Reply
  • 06/11/2016 at 4:37 pm
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    A 14 month study for what?? To continue paying wages of career bureaucrats who won’t do anything other than justify their own existence until the funding runs out and they move onto their next ‘project’.

    Sadly THIS is how government and most non-government agencies actually work. For every genuinely compassionate hard working individual that works their arse off trying to help people you have 20 others just there for the 9am til 4pm 35 hour work week, with TOIL and attractive salary sacrifice component of their wages. And then you have the special breed of parasites who would never make it in the commercial world, or who have already failed there, that float from project to project in the government and not for profit sector, that specialise in bleeding off funds to keep their wages going until they move on leaving a pile of debts and broken people in their wake.

    And right down the bottom of the list of priorities is actually helping the poor bastards this is all supposed to be about.

    I saw one project bleed through over $5 Million dollars that kept 5 ‘professional’ people employed for 4 years despite not actually ever doing what they were supposed to do. Couple of them got nice new pools built and giant sheds at home … and a bbq area … they all drove flash brand new luxury cars (no plain old Commodores for them!), latest phones, laptops, espresso machine in their kitchen etc When the funding eventually ran out they all moved onto other projects where it was ‘rinse and repeat’ … 10 years later still in there leeching away.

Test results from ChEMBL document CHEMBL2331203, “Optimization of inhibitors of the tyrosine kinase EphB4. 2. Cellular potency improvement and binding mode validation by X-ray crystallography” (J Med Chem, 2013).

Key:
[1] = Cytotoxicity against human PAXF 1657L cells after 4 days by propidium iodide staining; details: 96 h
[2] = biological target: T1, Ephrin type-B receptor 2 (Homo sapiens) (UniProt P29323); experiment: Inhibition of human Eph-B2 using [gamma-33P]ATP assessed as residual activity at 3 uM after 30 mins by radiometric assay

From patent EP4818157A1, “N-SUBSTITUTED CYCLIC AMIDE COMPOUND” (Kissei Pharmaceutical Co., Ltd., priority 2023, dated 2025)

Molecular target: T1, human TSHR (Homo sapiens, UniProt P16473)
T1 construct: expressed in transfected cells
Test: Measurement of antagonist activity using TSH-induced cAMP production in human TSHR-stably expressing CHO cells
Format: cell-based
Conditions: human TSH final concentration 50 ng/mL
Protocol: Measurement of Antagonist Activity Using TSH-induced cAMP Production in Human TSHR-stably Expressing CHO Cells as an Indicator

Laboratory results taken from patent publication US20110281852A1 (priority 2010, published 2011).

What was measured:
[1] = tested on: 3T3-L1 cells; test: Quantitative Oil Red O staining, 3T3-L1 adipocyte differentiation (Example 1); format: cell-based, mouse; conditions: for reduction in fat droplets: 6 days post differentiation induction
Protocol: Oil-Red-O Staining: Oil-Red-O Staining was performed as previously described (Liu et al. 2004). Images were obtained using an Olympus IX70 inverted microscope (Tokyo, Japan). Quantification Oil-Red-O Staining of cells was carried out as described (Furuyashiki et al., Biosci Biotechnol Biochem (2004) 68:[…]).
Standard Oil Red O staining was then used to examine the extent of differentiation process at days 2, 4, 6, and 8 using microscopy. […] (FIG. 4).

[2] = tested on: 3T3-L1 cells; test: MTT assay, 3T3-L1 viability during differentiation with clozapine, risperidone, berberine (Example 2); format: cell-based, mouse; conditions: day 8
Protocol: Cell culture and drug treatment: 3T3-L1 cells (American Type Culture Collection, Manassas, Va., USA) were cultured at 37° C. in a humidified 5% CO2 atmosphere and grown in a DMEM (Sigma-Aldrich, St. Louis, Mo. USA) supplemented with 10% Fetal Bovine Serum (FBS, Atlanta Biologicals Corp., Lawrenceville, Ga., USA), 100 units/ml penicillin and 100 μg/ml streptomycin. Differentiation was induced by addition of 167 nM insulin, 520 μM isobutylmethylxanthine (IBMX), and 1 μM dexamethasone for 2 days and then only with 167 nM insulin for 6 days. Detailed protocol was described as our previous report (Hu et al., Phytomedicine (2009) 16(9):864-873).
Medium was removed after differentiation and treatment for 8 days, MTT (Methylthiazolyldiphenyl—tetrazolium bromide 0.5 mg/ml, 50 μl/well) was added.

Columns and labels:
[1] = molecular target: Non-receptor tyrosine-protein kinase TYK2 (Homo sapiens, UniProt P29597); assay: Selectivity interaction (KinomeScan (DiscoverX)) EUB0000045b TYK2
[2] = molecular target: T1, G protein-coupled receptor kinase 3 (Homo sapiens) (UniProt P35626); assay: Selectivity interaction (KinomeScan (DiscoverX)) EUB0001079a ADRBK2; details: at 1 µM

Stop ‘studying’ and support the ‘Do-ers!’ with organisations like V360!

    Reply
    • 06/11/2016 at 7:07 pm
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      Hi Dave. You’re nearly as cynical as I am 🙂
      …and I can’t disagree with you.
      Thanks for the comment.

      Reply
  • 06/11/2016 at 4:00 pm
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    Hi Brian,
    I am sure that there are many out there have the same opinion as you and equally felt frustrated of the plights of our Veterans and like me, have great difficulties put words onto paper or other means, or just trying to express our views.
    If there are other means of support/s please feel free to let us know .

    Reply
    • 06/11/2016 at 4:14 pm
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      Thanks Jesse. Good point.
      If you really want to help, I encourage you to support Veterans360 (http://v360.org.au) as per above. That may or may not mean a financial donation. You could also support them on the web, just by following them on Facebook etc – and ‘Like’ing, following, commenting etc etc to help them spread the word.
      Anyway, thank you for your comment.
      Brian

      Reply
  • 05/11/2016 at 1:16 am